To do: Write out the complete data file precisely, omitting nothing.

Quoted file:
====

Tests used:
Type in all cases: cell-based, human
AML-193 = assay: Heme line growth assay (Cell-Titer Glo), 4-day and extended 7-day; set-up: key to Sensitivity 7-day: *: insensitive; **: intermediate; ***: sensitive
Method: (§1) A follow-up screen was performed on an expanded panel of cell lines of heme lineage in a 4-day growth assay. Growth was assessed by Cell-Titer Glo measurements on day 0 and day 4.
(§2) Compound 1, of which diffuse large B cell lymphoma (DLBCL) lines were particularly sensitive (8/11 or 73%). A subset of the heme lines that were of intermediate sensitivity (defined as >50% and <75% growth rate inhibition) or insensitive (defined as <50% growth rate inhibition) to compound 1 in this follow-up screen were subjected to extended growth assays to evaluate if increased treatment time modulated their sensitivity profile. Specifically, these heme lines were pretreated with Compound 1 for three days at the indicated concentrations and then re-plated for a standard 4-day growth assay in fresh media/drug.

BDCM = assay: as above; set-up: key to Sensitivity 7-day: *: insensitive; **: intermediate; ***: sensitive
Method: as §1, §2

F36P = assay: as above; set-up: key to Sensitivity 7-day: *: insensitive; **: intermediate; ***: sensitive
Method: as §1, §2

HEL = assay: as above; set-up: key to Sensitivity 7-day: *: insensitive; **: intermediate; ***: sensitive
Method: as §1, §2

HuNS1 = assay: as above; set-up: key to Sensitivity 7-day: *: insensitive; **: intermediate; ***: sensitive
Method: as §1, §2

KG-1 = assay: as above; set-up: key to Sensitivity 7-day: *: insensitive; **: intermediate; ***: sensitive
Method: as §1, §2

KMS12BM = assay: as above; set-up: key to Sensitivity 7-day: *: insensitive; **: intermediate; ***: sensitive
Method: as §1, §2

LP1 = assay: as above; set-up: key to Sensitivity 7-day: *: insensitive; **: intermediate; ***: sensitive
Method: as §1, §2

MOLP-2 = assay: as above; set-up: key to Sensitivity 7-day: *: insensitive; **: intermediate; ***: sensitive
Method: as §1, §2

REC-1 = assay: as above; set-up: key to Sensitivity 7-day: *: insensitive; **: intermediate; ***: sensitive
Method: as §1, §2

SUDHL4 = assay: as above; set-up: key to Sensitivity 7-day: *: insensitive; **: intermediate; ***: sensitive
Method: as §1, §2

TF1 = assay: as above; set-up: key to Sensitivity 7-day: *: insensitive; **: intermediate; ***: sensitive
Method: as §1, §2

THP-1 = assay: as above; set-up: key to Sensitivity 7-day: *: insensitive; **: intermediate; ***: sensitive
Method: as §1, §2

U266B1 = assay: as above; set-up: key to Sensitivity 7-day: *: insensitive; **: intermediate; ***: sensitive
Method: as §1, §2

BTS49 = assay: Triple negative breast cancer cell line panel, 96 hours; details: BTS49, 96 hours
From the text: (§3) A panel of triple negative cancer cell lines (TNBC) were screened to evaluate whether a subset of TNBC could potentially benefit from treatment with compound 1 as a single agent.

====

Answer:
Tests used:
Type in all cases: cell-based, human
AML-193 = assay: Heme line growth assay (Cell-Titer Glo), 4-day and extended 7-day; set-up: key to Sensitivity 7-day: *: insensitive; **: intermediate; ***: sensitive
Method: (§1) A follow-up screen was performed on an expanded panel of cell lines of heme lineage in a 4-day growth assay. Growth was assessed by Cell-Titer Glo measurements on day 0 and day 4.
(§2) Compound 1, of which diffuse large B cell lymphoma (DLBCL) lines were particularly sensitive (8/11 or 73%). A subset of the heme lines that were of intermediate sensitivity (defined as >50% and <75% growth rate inhibition) or insensitive (defined as <50% growth rate inhibition) to compound 1 in this follow-up screen were subjected to extended growth assays to evaluate if increased treatment time modulated their sensitivity profile. Specifically, these heme lines were pretreated with Compound 1 for three days at the indicated concentrations and then re-plated for a standard 4-day growth assay in fresh media/drug.

BDCM = assay: as above; set-up: key to Sensitivity 7-day: *: insensitive; **: intermediate; ***: sensitive
Method: as §1, §2

F36P = assay: as above; set-up: key to Sensitivity 7-day: *: insensitive; **: intermediate; ***: sensitive
Method: as §1, §2

HEL = assay: as above; set-up: key to Sensitivity 7-day: *: insensitive; **: intermediate; ***: sensitive
Method: as §1, §2

HuNS1 = assay: as above; set-up: key to Sensitivity 7-day: *: insensitive; **: intermediate; ***: sensitive
Method: as §1, §2

KG-1 = assay: as above; set-up: key to Sensitivity 7-day: *: insensitive; **: intermediate; ***: sensitive
Method: as §1, §2

KMS12BM = assay: as above; set-up: key to Sensitivity 7-day: *: insensitive; **: intermediate; ***: sensitive
Method: as §1, §2

LP1 = assay: as above; set-up: key to Sensitivity 7-day: *: insensitive; **: intermediate; ***: sensitive
Method: as §1, §2

MOLP-2 = assay: as above; set-up: key to Sensitivity 7-day: *: insensitive; **: intermediate; ***: sensitive
Method: as §1, §2

REC-1 = assay: as above; set-up: key to Sensitivity 7-day: *: insensitive; **: intermediate; ***: sensitive
Method: as §1, §2

SUDHL4 = assay: as above; set-up: key to Sensitivity 7-day: *: insensitive; **: intermediate; ***: sensitive
Method: as §1, §2

TF1 = assay: as above; set-up: key to Sensitivity 7-day: *: insensitive; **: intermediate; ***: sensitive
Method: as §1, §2

THP-1 = assay: as above; set-up: key to Sensitivity 7-day: *: insensitive; **: intermediate; ***: sensitive
Method: as §1, §2

U266B1 = assay: as above; set-up: key to Sensitivity 7-day: *: insensitive; **: intermediate; ***: sensitive
Method: as §1, §2

BTS49 = assay: Triple negative breast cancer cell line panel, 96 hours; details: BTS49, 96 hours
From the text: (§3) A panel of triple negative cancer cell lines (TNBC) were screened to evaluate whether a subset of TNBC could potentially benefit from treatment with compound 1 as a single agent.